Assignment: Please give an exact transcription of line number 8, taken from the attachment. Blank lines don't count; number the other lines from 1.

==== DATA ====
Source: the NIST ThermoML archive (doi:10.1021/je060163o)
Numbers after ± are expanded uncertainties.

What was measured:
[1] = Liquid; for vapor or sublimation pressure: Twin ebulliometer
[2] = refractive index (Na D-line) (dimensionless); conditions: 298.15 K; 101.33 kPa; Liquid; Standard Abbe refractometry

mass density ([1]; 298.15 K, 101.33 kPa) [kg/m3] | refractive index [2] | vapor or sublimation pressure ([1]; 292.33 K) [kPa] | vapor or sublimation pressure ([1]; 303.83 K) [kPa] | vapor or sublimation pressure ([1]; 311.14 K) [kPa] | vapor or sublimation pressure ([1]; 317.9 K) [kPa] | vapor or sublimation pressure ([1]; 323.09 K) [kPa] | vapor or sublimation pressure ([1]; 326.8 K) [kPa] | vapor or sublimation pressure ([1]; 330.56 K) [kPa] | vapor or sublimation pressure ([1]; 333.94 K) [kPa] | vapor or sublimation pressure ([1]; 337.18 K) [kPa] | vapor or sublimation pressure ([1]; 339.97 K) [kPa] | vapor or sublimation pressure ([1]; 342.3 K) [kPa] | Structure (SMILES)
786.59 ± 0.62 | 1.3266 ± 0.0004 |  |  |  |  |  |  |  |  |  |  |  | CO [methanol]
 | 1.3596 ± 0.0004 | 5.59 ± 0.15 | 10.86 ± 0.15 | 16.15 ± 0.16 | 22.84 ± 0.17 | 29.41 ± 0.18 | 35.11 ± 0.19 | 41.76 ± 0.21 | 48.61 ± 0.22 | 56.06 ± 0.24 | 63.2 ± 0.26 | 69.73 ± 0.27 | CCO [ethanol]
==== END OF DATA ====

 | 1.3596 ± 0.0004 | 5.59 ± 0.15 | 10.86 ± 0.15 | 16.15 ± 0.16 | 22.84 ± 0.17 | 29.41 ± 0.18 | 35.11 ± 0.19 | 41.76 ± 0.21 | 48.61 ± 0.22 | 56.06 ± 0.24 | 63.2 ± 0.26 | 69.73 ± 0.27 | CCO [ethanol]